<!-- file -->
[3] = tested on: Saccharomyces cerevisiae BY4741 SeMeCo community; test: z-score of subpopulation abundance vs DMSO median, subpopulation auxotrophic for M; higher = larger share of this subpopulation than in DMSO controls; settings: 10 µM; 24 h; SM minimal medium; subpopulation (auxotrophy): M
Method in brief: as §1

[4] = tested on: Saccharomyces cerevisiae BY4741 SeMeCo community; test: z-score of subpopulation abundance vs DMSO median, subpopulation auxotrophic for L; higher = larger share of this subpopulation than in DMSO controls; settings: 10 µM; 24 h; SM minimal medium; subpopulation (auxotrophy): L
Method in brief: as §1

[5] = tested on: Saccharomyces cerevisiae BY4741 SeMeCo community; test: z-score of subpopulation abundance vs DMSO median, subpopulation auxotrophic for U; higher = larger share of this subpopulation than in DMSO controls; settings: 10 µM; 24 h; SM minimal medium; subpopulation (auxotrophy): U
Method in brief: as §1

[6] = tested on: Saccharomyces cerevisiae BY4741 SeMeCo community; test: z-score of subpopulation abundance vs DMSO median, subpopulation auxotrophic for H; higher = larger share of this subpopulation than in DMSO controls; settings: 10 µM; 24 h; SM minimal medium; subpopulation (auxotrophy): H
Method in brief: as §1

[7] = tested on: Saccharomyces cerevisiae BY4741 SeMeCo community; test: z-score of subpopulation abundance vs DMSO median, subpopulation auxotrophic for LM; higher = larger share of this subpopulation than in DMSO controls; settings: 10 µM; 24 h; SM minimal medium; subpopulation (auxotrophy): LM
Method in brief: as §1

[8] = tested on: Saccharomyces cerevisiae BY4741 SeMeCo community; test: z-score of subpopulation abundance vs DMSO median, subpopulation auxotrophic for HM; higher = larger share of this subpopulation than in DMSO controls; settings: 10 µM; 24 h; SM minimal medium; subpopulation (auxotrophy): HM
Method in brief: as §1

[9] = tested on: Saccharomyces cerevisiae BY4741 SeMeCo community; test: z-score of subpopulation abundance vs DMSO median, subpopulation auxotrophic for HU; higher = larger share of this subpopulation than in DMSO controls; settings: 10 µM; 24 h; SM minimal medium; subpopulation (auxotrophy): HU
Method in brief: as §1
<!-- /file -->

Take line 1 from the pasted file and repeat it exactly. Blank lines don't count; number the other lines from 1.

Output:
[3] = tested on: Saccharomyces cerevisiae BY4741 SeMeCo community; test: z-score of subpopulation abundance vs DMSO median, subpopulation auxotrophic for M; higher = larger share of this subpopulation than in DMSO controls; settings: 10 µM; 24 h; SM minimal medium; subpopulation (auxotrophy): M